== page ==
Figure S4 Western blot analysis and immunostaining for EP2 expression during CA formation. (A) Western blot analysis for EP2. Proteins were extracted from the circle of Willis of rats before (0 M) and at 1 month (1 M) and 3 months after (3 M) CA induction and subjected to Western blot analysis (left). A representative blot from 5 independent experiments is shown. EP2 was induced in cerebral arteries during CA formation. The specificity of EP2 antibody was confirmed using samples from wild-type (Ptger2+/+) and Ptger2-deficient mice (Ptger2−/−) (right). α-Tubulin was served as an internal control. (B) Immunostaining for EP2. EP2 (green) and α-smooth muscle actin (red), a marker for smooth muscle cells, were stained at the arterial bifurcation before (0 M) and at 1 month (1 M) and 3 months after (3 M) CA induction (left). Bar = 20 µm. EP2 signals were increased during CA formation. EP2 signals were abolished in the tissue from Ptger2-deficient mice (Ptger2−/−), confirming the specificity of EP2 antibody (right). Bar = 10 µm.

Figure S5 The architecture of the circle of Willis and systemic blood pressure after CA induction in Ptger2-deficient mice. (A) The architecture of the circle of Willis from wild-type (Ptger2+/+) and Ptger2-deficient mice (Ptger2−/−). No apparent difference was observed between the two genotypes. MCA: middle cerebral artery. Other abbreviations are the same as in Supporting Information Figure S3. (B) The systemic blood pressure (systolic blood pressure) of mice deficient of each EP subtypes (Ptger1−/−, Ptger2−/−, Ptger3−/−, Ptger4−/−), Ptger2-heterozygous mice (Ptger2+/−), and wild-type mice (WT) at 5 months after CA induction. Systemic blood pressure was similar across the genotypes. Numbers of animals are shown in parentheses. Data were analysed using Kruskal–Wallis test followed by post hoc Dunn’s test. *P < 0.05 compared with the value of wild-type mice.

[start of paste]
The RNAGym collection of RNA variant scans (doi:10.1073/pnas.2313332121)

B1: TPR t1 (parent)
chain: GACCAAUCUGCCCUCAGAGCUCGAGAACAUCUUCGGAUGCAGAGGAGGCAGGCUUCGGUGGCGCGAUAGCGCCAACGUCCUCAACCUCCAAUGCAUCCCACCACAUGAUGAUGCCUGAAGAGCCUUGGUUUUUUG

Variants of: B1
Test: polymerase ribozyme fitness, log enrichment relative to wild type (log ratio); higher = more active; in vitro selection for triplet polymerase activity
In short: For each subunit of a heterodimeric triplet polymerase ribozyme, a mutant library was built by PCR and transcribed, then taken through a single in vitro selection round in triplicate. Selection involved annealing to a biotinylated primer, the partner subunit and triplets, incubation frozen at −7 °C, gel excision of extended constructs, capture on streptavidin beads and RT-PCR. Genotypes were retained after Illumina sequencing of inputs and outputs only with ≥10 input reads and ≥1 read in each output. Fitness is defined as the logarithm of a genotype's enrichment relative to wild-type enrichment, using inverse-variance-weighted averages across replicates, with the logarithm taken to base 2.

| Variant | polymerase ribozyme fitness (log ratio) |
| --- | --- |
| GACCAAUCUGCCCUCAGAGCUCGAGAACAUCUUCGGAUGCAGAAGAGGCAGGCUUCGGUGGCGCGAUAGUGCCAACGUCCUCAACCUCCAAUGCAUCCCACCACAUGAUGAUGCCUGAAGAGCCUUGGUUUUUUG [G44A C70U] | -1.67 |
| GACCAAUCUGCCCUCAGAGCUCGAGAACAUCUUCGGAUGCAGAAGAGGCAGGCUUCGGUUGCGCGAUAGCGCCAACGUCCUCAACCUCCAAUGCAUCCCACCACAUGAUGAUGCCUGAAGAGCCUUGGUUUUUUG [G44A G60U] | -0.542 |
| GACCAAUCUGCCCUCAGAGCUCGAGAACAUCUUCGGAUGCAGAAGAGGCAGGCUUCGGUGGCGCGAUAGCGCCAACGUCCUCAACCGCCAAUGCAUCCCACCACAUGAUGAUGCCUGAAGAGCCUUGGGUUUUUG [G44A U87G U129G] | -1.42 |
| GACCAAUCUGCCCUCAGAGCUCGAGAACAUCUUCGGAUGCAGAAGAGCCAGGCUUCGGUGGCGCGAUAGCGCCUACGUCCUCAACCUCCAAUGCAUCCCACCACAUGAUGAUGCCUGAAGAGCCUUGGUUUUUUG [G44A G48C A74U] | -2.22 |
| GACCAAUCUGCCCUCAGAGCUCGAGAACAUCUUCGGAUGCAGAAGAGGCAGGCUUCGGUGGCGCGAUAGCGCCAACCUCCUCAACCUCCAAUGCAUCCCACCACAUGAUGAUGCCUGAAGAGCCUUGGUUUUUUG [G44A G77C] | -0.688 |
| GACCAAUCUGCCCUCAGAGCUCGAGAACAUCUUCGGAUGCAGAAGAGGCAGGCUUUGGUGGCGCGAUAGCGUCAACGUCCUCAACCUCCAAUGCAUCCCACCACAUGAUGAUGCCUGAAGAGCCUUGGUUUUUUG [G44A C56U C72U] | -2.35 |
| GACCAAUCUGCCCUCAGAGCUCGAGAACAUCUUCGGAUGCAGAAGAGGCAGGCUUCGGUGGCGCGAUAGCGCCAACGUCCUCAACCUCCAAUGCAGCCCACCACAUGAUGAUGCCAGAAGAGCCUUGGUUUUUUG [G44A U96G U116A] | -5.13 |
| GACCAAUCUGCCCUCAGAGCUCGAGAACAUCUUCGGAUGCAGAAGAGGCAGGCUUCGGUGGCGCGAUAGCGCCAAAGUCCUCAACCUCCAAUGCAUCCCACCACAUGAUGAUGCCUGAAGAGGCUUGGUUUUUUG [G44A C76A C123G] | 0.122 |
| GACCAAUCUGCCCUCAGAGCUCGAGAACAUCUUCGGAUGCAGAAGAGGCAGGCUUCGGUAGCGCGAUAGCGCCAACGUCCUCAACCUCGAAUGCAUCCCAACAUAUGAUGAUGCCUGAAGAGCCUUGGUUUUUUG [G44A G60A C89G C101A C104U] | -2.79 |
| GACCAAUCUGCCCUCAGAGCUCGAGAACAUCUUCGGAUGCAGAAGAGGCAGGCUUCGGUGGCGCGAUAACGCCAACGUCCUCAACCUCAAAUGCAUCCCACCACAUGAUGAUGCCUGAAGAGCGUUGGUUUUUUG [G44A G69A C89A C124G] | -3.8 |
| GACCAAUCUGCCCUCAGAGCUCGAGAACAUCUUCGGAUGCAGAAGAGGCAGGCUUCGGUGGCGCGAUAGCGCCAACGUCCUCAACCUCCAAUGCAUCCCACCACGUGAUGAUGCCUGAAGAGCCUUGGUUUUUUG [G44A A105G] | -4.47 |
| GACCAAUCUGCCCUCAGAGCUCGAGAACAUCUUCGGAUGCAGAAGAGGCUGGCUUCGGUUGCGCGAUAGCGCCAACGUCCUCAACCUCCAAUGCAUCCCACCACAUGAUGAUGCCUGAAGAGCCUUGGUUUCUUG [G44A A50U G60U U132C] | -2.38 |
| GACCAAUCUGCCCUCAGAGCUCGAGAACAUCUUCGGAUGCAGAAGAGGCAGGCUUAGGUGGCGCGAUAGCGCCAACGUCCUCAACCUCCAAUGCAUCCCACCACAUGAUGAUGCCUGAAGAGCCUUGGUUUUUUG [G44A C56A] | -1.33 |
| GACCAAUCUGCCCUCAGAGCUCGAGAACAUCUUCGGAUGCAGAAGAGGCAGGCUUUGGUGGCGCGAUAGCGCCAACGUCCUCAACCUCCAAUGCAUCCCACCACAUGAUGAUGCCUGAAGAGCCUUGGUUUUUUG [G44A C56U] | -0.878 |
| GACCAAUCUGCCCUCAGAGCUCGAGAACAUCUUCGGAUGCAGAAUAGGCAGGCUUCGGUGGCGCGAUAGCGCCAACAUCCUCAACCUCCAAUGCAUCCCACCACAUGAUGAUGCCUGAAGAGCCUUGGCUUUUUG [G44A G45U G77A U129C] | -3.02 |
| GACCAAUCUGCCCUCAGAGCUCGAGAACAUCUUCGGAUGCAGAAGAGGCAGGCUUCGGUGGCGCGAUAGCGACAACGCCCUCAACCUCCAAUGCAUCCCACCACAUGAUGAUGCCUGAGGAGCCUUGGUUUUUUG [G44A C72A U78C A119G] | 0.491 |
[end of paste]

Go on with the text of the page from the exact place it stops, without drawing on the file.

Figure S6 The contents of PGI2 and thromboxane A2 metabolites in CA walls and the incidence of CA formation in mice deficient in either Tbxa2r or Ptgir. (A) The contents of 6-keto-PGF and TxB2, stable metabolites of PGI2 and TXA2, respectively, in the arterial bifurcation before (0 M) and at 1 month (1 M) and 3 months after (3 M) CA induction. The content was measure by ELISA and normalized to the wet weight of tissues. The contents of these metabolites were also measured in rats at 3 months after sham operation (sham). Data were analysed using Kruskal–Wallis test followed by post hoc Dunn’s test (n = 5). *P < 0.05, **P < 0.01. (B) The incidence of CA formation in mice deficient either Tbxa2r (Tbxa2r−/−) or Ptgir (Ptgir−/−) and wild-type mice (WT). No significant difference was observed in Tbxa2r−/−or Ptgir−/− mice compared to wildtype mice. Numbers of animals are shown in parentheses. Incidence was analysed by Fisher’s exact test.